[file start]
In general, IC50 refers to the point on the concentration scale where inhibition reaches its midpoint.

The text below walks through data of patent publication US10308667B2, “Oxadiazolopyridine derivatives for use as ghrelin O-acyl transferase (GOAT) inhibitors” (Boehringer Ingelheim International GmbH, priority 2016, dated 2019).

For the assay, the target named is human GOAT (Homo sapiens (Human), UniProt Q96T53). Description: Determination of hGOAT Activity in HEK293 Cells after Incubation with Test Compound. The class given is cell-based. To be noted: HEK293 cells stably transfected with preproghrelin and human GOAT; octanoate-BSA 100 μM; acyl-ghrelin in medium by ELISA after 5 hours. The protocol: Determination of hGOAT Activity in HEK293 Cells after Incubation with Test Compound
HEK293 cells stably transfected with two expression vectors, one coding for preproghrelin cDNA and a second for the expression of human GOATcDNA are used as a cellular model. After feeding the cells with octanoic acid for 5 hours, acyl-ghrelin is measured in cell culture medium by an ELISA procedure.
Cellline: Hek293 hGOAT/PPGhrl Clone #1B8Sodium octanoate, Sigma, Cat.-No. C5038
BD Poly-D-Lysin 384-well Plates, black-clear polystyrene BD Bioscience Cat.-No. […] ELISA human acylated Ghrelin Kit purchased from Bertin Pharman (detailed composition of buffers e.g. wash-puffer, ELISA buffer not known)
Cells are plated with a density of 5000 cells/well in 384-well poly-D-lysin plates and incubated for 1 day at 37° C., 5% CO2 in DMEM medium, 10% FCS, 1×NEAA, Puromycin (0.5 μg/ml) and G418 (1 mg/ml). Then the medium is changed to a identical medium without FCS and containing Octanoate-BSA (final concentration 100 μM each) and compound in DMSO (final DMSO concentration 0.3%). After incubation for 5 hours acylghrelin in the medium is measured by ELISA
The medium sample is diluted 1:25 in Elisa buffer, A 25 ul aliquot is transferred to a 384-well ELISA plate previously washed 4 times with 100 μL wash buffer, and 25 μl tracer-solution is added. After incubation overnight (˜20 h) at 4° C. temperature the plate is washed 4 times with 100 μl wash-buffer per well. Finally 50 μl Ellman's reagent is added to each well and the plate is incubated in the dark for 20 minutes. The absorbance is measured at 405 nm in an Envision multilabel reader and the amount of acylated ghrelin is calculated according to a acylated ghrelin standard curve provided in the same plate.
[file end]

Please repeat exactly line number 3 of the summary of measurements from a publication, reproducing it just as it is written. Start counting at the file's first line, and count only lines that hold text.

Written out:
For the assay, the target named is human GOAT (Homo sapiens (Human), UniProt Q96T53). Description: Determination of hGOAT Activity in HEK293 Cells after Incubation with Test Compound. The class given is cell-based. To be noted: HEK293 cells stably transfected with preproghrelin and human GOAT; octanoate-BSA 100 μM; acyl-ghrelin in medium by ELISA after 5 hours. The protocol: Determination of hGOAT Activity in HEK293 Cells after Incubation with Test Compound